Thursday, April 26, 2012

Minestrone Soup

It has not been a particularly cold winter in Chicago this year.  And we haven't had any Chicago style snow.  I know what you are thinking -- I am cursing all of Chicago to some ugly snow drifts. I am not trying to do that; I am just letting you in on my thought process.  So even though it has not been very soupy outside -- my family was still feeling soup weatherish. I had never made minestrone soup.  I know what you are thinking -- crazy isn't it?  An Italian girl who likes to cook who has never made minestrone soup -- it is odd.  So I thought I would give it a try.  Here is my first attempt at the Italian classic.

Minestrone Soup

4 strips of bacon, coarsely chopped
1 large onion, finely chopped
1 carrots, finely chopped
2-3 carrots cut into chunks
2 celery stalks, finely chopped
2 cloves of garlic, finely chopped
olive oil
1 box of chicken stock (low sodium)
8 cups of water
6 bullion cubes
2 potatoes cut into chucks
one half of a cabbage cut into bite sized pieces
1 bag of fresh baby spinach/ or 1 bunch of Swiss chard
2 zucchini cut into chunks
1 can of diced tomatoes
1 piece of Parmesan cheese rind (this is not needed, but adds a great saltiness to the background)
salt and pepper
2-3 bay leaves
2 cans of cannellini beans, drained and rinsed (one can mashed into a paste)
digitali pasta noodles

Heat a large stockpot, render the fat from the chopped bacon.  When bacon is crispy, add onions, carrots, celery, and some olive oil.  Once veggies are soften, add garlic and let flavors combine for one minute. Then add box of chicken stock, water, bullion, and bay leaves. Add in the rest of the veggies: potatoes, cabbage, spinach/or Swiss chard, zucchini, tomatoes, and one can of beans (mashed with a fork to a thick paste). Salt and pepper to taste.  Add cheese rind if you have one. After about one hour the veggies should be cooked, now it is time to cook the pasta.  Add digitali or any short pasta and cook for the amount of time designated on the box.  Once pasta is cooked, add the second can of drained and rinsed beans to the soup. It is ready to serve.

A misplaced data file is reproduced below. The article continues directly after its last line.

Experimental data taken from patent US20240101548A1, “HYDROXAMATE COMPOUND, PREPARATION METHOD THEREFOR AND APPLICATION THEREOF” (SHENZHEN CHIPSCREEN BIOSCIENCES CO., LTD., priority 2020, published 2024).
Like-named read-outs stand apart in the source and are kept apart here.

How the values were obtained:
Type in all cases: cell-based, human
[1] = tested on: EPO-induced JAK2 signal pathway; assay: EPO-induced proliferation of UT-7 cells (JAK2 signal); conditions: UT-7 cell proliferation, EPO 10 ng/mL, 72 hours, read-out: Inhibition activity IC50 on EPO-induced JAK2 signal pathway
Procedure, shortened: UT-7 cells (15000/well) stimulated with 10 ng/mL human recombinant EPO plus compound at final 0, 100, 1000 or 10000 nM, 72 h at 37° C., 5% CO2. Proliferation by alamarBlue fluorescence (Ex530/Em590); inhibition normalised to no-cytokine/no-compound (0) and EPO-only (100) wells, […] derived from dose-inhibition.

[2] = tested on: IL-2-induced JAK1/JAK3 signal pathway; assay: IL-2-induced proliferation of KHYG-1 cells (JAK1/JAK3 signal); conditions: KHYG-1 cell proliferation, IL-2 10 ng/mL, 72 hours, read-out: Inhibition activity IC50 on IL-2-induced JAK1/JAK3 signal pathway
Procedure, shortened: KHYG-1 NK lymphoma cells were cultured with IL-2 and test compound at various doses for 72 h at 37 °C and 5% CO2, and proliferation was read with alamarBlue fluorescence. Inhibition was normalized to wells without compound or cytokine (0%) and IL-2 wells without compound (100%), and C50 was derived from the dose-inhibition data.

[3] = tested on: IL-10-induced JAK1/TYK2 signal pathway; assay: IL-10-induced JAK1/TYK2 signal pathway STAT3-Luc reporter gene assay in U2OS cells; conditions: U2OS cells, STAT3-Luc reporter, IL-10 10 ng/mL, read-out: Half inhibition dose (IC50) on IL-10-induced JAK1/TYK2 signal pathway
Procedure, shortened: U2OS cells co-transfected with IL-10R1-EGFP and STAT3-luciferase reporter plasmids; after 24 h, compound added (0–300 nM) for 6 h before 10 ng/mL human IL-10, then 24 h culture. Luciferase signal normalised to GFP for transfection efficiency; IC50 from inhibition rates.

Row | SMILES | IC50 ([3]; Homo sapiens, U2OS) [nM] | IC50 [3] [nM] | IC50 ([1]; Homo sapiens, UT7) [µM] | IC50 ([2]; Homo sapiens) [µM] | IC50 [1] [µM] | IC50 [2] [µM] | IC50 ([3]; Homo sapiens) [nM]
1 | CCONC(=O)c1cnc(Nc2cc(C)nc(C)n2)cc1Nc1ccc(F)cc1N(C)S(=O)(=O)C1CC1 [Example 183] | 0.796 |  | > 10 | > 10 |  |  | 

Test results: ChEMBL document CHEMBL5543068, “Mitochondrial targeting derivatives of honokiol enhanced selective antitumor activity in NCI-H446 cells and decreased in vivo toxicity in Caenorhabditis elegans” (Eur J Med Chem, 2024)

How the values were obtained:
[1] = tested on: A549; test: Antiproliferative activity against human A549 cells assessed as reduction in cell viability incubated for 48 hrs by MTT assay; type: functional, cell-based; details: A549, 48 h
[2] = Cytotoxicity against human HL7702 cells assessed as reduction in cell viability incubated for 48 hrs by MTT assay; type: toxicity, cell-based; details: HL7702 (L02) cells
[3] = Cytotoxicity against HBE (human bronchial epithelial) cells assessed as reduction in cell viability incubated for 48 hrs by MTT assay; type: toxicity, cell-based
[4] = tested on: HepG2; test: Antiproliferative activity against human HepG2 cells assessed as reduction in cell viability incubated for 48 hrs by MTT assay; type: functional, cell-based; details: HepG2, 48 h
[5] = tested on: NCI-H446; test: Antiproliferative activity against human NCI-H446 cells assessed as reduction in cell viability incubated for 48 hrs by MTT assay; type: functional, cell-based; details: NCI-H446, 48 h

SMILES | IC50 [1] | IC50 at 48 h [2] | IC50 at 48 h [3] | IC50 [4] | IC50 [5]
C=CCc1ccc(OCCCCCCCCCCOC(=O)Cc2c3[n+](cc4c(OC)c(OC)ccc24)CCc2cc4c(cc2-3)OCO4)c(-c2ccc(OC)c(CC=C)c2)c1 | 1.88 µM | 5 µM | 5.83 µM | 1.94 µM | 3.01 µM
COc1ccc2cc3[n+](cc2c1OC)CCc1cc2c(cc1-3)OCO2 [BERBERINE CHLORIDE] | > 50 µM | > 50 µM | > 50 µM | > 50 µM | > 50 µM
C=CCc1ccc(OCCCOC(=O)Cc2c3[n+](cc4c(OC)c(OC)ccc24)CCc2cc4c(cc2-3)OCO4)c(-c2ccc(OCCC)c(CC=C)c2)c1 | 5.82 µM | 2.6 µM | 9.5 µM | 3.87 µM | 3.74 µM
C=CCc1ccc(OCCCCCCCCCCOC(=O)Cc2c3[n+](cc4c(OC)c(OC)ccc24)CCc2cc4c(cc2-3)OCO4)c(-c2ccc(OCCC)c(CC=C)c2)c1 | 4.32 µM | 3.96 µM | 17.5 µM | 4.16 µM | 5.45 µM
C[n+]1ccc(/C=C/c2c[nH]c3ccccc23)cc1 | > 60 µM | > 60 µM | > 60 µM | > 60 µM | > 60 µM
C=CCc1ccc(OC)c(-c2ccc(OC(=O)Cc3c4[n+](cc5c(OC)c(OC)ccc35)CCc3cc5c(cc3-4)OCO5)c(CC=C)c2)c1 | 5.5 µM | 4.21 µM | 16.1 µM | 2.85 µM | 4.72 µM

I have to say that it turned out so well that my husband made me write the recipe down while we were still sitting at the table eating dinner.  He didn't want it to become another one of my "lost meals."  A "lost meal" is a meal I created and didn't write the recipe down, so I cannot recreated it perfectly.  He knows if I didn't write it down then and there, he might never have that version of the soup again.  It has happened to him too often, so now he makes me write recipes down before they become lost too.

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